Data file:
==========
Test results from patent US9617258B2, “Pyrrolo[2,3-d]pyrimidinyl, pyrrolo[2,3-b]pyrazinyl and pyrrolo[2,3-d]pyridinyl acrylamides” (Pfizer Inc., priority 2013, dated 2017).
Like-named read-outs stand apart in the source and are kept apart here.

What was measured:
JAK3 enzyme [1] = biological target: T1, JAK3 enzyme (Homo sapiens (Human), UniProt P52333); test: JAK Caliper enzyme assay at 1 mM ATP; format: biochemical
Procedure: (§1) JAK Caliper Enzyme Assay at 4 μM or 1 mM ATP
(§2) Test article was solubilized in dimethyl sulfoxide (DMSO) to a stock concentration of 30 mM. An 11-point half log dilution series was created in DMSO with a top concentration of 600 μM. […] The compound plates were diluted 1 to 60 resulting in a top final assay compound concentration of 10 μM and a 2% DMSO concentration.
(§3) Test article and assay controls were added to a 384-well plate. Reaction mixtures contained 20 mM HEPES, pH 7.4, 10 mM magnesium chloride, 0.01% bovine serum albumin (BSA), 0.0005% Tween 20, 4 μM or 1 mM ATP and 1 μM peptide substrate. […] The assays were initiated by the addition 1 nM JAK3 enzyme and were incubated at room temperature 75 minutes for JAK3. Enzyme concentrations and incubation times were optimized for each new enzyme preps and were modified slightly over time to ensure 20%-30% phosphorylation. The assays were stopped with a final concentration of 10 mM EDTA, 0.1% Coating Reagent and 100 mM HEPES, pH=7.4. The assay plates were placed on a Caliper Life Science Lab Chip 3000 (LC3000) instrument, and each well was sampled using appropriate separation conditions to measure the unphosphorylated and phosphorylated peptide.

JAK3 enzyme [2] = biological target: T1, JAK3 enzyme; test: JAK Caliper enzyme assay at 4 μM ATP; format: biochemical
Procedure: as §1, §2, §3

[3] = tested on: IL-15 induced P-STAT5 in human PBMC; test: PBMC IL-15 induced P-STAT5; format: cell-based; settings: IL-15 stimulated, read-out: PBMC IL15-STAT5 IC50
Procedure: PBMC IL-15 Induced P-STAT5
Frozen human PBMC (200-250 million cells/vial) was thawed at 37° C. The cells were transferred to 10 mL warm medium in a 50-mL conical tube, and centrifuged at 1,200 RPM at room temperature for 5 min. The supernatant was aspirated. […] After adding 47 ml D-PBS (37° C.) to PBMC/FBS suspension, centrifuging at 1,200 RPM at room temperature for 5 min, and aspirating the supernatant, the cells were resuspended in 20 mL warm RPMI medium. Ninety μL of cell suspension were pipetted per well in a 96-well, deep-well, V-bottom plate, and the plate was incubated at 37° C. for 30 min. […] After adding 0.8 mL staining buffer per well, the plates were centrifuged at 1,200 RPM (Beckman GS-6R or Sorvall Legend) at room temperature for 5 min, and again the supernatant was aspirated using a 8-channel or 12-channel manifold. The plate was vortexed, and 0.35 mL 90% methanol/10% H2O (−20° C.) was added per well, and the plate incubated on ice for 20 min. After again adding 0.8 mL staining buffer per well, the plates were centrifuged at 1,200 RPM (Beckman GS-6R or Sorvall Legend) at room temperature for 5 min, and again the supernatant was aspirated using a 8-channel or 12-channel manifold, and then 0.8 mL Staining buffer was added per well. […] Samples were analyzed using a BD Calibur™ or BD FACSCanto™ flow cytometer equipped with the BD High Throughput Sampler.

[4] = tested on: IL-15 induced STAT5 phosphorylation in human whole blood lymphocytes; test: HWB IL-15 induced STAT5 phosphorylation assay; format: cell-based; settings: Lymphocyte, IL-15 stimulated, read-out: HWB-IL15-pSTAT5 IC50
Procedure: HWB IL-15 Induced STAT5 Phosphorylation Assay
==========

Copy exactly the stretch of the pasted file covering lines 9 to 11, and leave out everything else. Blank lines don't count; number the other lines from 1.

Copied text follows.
Procedure: as §1, §2, §3

[3] = tested on: IL-15 induced P-STAT5 in human PBMC; test: PBMC IL-15 induced P-STAT5; format: cell-based; settings: IL-15 stimulated, read-out: PBMC IL15-STAT5 IC50
Procedure: PBMC IL-15 Induced P-STAT5